As defined in ISO 19011:2011—Guidelines for auditing management systems, an audit is a “systematic, independent and documented process for obtaining audit evidence [records, statements of fact or other information which are relevant and verifiable] and evaluating it objectively to determine the extent to which the audit criteria [set of policies, procedures or requirements] are fulfilled.” Several audit methods may be employed to achieve the audit purpose.
There are three discrete types of audits: product (which includes services), process, and system. However, other methods, such as a desk or document review audit, may be employed independently or in support of the three general types of audits.
Some audits are named according to their purpose or scope. The scope of a department or function audit is a particular department or function. The purpose of a management audit relates to management interests such as assessment of area performance or efficiency.
An audit may also be classified as internal or external, depending on the interrelationships among participants. Internal audits are performed by employees of your organization. External audits are performed by an outside agent. Internal audits are often referred to as first-party audits, while external audits can be either second-party, or third-party.
3 Types of audits
Internal & external audits: first-, second-, and third-party audits
Purposes of audits
An auditor may specialize in types of audits based on the audit purpose, such as to verify compliance, conformance, or performance. Some audits have special administrative purposes such as auditing documents, risk, or performance or following up on completed corrective actions.
Companies in certain high-risk categories—such as toys, pressure vessels, elevators, gas appliances, and electrical and medical devices—wanting to do business in Europe must comply with Conformité Europeënne Mark (CE Mark) requirements. One way for organizations to comply is to have their management system certified by a third-party audit organization to management system requirement criteria (such as ISO 9001).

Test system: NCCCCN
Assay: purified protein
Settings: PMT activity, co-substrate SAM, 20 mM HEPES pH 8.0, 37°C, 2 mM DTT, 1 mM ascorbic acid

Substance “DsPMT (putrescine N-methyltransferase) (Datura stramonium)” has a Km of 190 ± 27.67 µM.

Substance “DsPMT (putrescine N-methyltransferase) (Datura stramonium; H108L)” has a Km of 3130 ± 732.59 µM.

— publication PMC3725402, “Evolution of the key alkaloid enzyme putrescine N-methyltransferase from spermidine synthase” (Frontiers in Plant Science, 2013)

Customers may suggest or require that their suppliers conform to ISO 9001, ISO 14001, or safety criteria, and federal regulations and requirements may also apply. A third-party audit normally results in the issuance of a certificate stating that the auditee organization management system complies with the requirements of a pertinent standard or regulation.
Third-party audits for system certification should be performed by organizations that have been evaluated and accredited by an established accreditation board, such as the ANSI-ASQ National Accreditation Board (ANAB).
Performance versus compliance/conformance audits
Various authors use the following terms to describe an audit purpose beyond compliance and conformance: value-added assessments, management audits, added value auditing, and continual improvement assessment. The purpose of these audits goes beyond traditional compliance and conformance audits. The audit purpose relates to organization performance. Audits that determine compliance and conformance are not focused on good or poor performance. Yet performance is an important concern for most organizations.
A key difference between compliance/conformance audits and audits designed to promote improvement is the collection of audit evidence related to organization performance versus evidence to verify conformance or compliance to a standard or procedure. An organization may conform to its procedures for taking orders, but if every order is subsequently changed two or three times, management may have cause for concern and want to rectify the inefficiency.
A product, process, or system audit may have findings that require correction and corrective action. Since most corrective actions cannot be performed at the time of the audit, the audit program manager may require a follow-up audit to verify that corrections were made and corrective actions were taken. Due to the high cost of a single-purpose follow-up audit, it is normally combined with the next scheduled audit of the area. However, this decision should be based on the importance and risk of the finding.
An organization may also conduct follow-up audits to verify preventive actions were taken as a result of performance issues that may be reported as opportunities for improvement. Other times organizations may forward identified performance issues to management for follow-up.
4 Phases of an audit
Note: Requests for correcting nonconformities or findings are very common. Corrective action is action taken to eliminate the causes of an existing nonconformity, defect, or other undesirable situation in order to prevent recurrence (reactive). Corrective action is about eliminating the causes of problems and not just following a series of problem-solving steps. Preventive action is action taken to eliminate the causes of a potential nonconformity, defect, or other undesirable situation in order to prevent occurrence (proactive).
Excerpted from The ASQ Auditing Handbook, J.P. Russell, editor, ASQ Quality Press, 2013.
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